Ancestry UK

Newtown Limavady, Co. Londonderry

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Newtown Limavady Poor Law Union was formally declared on the 21st September 1839 and covered an area of 235 square miles. Its operation was overseen by an elected Board of Guardians, 24 in number, representing its 19 electoral divisions as listed below (figures in brackets indicate numbers of Guardians if more than one):

Co. Londonderry: Aghanloo, Ballykelly, Bellanrena, Benone, Drum (2), Dungiven (2), Faughanvale (2), Feeny (2), Fore Glen, Fruit Hill, Gelvin, Glenshane, The Highlands, Keady, Lislane, Myroe, Newtown Limavady (2), Owenreagh, Straw.

The Board also included 8 ex-officio Guardians, making a total of 32. The Guardians met each week on Monday.

The population falling within the Union at the 1831 census had been 41,031 with divisions ranging in size from Keady (population 1,048) to Newtown Limavady itself (3,610).

The new Newtown Limavady Union workhouse was erected on a seven-acre site at the south-east of Limavady. Designed by the Poor Law Commissioners' architect George Wilkinson, the building was based on one of his standard plans to accommodate 500 inmates. Its construction cost £5,982 plus £1,309 for fittings etc. The workhouse was declared fit for the reception of paupers on 15th March 1842 and admitted its first inmates the same day.

The workhouse location and layout are shown on the 1907 map below.

Newtown Limavady workhouse site, 1907.

The buildings followed Wilkinson's typical layout. An entrance and administrative block at the west contained a porter's room and waiting room at the centre with the Guardians' board room on the first floor above.

Limavady entrance block from the south, 2003.
© Peter Higginbotham.

The main accommodation block had the Master's quarters at the centre, with male and female wings to each side.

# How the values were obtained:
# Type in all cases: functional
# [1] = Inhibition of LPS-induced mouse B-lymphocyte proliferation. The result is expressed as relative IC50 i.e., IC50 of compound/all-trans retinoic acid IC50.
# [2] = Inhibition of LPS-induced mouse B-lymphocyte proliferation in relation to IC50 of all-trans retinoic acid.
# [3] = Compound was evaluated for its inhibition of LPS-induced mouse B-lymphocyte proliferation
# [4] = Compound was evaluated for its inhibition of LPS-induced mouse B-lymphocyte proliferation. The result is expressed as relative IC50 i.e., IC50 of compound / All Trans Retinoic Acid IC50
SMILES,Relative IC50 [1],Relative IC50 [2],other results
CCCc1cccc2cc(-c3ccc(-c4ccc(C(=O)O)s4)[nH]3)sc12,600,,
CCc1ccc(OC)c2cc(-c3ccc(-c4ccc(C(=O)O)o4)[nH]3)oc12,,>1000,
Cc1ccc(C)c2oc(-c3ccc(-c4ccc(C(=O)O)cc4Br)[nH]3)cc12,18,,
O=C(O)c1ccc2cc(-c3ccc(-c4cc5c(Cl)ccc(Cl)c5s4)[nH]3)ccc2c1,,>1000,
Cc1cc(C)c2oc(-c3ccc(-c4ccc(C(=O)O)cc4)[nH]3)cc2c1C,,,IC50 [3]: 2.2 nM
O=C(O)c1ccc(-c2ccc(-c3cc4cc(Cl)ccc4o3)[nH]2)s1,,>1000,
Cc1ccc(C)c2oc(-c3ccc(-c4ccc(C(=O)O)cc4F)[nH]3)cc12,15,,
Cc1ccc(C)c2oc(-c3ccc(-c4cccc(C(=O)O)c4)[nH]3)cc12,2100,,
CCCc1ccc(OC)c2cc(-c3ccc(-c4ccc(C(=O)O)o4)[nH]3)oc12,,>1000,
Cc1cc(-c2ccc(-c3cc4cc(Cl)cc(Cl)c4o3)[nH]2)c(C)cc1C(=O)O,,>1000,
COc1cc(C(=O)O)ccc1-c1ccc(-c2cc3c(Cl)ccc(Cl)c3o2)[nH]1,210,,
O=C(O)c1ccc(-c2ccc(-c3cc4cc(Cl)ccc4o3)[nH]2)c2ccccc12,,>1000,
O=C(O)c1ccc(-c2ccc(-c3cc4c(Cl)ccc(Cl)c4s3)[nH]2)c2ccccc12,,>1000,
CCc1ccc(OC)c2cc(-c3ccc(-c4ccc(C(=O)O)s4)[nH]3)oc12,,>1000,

Limavady main block from the south, 2003.
© Peter Higginbotham.

Ventilation towers in the roof of the main block were placed over the well-holes of internal staircases to improve the circulation of air through the building.

Limavady ventilation tower, 2003.
© Peter Higginbotham.

At the rear, a range of single-storey utility rooms such as bakehouse and washhouse connected through to the infirmary and idiots' wards via a central spine containing the chapel and dining-hall.

Limavady utility rooms, central spine and infirmary block from the south-east, 2003.
© Peter Higginbotham.

Limavady infirmary block from the north-east, 2003.
© Peter Higginbotham.

A long single-storey block of unknown function survives at the rear of the infirmary.

Limavady from the east, 2003.
© Peter Higginbotham.

During the famine in the mid-1840s, a 30-bed fever hospital was erected at the north of the workhouse. There was a burial ground further to the north.

At the 1901 census, the population of the Union was 20,623 with 12 officials and 106 inmates in the workhouse.

In April 1930, the remaining inmates were transferred to the Coleraine workhouse with the Limavady site becoming a District Hospital, later known as Roe Valley Hospital. The site is now occupied by the Limavady Community Development Initiative, with with most of the original buildings surviving and renovated for other uses.

Like a number of other former workhouses, Limavady has been the subject of reports of ghostly happenings such the sound of crying babies being heard in the area around the former maternity ward. The have also been reported sightings of a nurse in an old-fashioned cape with a red hood sitting on the bridge at the front of the hospital. Hospital nurses are said to have regularly heard at 3am what sounded like a nurse with a wooden leg.


Note: many repositories impose a closure period of up to 100 years for records identifying individuals. Before travelling a long distance, always check that the records you want to consult will be available.

  • Public Record Office of Northern Ireland, 2 Titanic Boulevard, Titanic Quarter, Belfast BT3 9HQ. Holdings include: Board of Guardians' minutes (1839-1948); Dispensary minutes (1852-99); Master's journal (1844-1923); Indoor registers (1899-1940); Admissions and discharges (1911-48); Indoor relief list (1910-50); Contracts on boarding out (1911-45); Deaths (1856-1950); Births (1899-1935); etc.


  • The Workhouses of Ulster by Michael H Gould (1983, Ulster Architectural Heritage Society).
  • The Workhouses of Ireland by John O'Connor (Anvil Books, 1995)


  • None.

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